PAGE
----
Mike Ladle has recently returned from Brazil where he discovered a number of striking fish willing to take the ever versatile Fiiish Black Minnow. Read on for his full story…
“My third son Richard and Ana and their two daughters (our grandchildren) Jasmine and Beatrice, live near the city of Maceio in North eastern Brazil. We’ve just returned from a five week visit to see them and while I was there Richard and I did a reasonable amount of fishing (It’s never enough is it?). The easiest time for us to fish was generally at dawn before the kids were awake, so as soon as I arrived the two of us were venturing down to the beach in the early morning gloom.
I have to say that angling from the shore in this part of Brazil isn’t easy. Neither of us are keen on fishing for small stuff and the larger fish seem to be fairly thin on the ground, so we expected to have quite a few blank or slow sessions. Generally we managed about an hour of spinning before we had to pack in and return to see to the girls and for Richard to go to work. Our first few trips were to Mermaid Beach where, last winter, we landed a few really big snook. The fishing at M.B. involved crossing a small river which flows across the sand, so we could stand on the rocky reef. The rocks are covered in patches of tiny black mussels which provide the benefit of guaranteed grip for any type of footwear. On the outside of the reef the sea is always rough and usually full of loose weed so lure fishing is far from easy. In fact it is only by using weedless soft plastics that it is possible to fish effectively.
Decent lures are hard to come by over there so, knowing that Richard had enjoyed some success using Fiiish Black Minnows I took one or two over for him. My own choice was a big, white, unweighted Slug-Go like the one that caught me a 28lb snook on last year’s visit. My son (jammy devil) had the first fish – a beautiful ‘lookdown’ but apart from each of us dropping a big snook we caught nothing else.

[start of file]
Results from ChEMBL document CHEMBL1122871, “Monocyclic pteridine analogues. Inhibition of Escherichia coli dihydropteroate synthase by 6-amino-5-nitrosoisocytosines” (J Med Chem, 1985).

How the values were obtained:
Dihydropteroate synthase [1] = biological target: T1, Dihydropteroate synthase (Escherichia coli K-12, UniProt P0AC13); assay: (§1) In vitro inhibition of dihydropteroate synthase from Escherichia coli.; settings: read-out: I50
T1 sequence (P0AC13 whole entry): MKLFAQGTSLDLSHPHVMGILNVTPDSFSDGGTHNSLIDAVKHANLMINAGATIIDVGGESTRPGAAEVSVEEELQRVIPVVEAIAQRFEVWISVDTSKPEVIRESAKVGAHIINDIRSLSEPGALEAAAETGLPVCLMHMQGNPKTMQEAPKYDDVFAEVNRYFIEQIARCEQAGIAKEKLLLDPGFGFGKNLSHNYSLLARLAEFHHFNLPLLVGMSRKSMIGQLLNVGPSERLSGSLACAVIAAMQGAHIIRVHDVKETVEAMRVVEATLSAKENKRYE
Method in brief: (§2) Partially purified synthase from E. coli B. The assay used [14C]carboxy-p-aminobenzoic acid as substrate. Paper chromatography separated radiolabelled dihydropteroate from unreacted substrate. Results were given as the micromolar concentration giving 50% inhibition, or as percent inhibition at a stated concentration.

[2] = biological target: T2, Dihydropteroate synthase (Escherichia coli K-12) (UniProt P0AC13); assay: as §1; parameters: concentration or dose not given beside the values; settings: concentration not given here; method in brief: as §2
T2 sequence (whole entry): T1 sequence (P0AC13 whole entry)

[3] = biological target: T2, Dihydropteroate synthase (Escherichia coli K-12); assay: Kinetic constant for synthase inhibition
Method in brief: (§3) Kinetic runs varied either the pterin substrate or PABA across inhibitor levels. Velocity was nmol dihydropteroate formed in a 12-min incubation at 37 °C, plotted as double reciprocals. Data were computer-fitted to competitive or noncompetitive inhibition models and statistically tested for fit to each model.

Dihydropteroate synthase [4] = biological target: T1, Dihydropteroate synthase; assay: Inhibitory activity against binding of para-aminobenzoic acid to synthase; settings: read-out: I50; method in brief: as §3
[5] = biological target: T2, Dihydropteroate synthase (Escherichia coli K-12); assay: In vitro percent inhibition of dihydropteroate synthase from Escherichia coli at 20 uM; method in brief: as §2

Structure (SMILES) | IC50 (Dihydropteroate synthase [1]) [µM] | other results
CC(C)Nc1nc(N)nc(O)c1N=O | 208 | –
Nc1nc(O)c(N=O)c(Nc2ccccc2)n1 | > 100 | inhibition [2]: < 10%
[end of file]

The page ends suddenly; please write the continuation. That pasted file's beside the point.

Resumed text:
A week or so later, when the tides were right again and the weather permitted, we managed to make one or two more early morning trips to Mermaid Beach. On one pretty rough, beautiful morning, just as the sun was peeping up, Richard was as usual fishing his biggest, resin headed, Black Minnow a few metres to my left. We’d been spinning for about twenty minutes when I heard the cry of “I’m in!” and looked up to see that he’d hooked a decent fish. I reeled in and grabbed the camera as he battled against the fast moving predator – clearly a jack.
The fish hurtled out to sea in typical fashion with occasional bouts of head shaking. I hopped from rock to rock snapping away. The fight lasted ages and we were both relieved when we saw the flashing oval flank of a crevalle jack.
With a spot of fiddling about Rich was able to lead it through a narrow cleft in the reef and into shallower water where he could pick it up. A beautiful, double figure fish in mint condition. Could it get any better? I didn’t think so.